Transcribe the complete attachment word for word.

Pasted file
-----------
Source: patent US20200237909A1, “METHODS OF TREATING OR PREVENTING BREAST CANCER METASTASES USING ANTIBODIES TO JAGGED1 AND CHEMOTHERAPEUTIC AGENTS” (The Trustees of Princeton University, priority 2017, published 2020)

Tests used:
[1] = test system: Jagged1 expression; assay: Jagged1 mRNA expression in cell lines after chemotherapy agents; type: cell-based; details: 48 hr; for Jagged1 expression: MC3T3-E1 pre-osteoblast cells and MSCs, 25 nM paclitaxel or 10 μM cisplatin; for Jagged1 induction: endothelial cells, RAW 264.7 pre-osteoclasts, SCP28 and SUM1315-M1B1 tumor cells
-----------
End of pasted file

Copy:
Source: patent US20200237909A1, “METHODS OF TREATING OR PREVENTING BREAST CANCER METASTASES USING ANTIBODIES TO JAGGED1 AND CHEMOTHERAPEUTIC AGENTS” (The Trustees of Princeton University, priority 2017, published 2020)

Tests used:
[1] = test system: Jagged1 expression; assay: Jagged1 mRNA expression in cell lines after chemotherapy agents; type: cell-based; details: 48 hr; for Jagged1 expression: MC3T3-E1 pre-osteoblast cells and MSCs, 25 nM paclitaxel or 10 μM cisplatin; for Jagged1 induction: endothelial cells, RAW 264.7 pre-osteoclasts, SCP28 and SUM1315-M1B1 tumor cells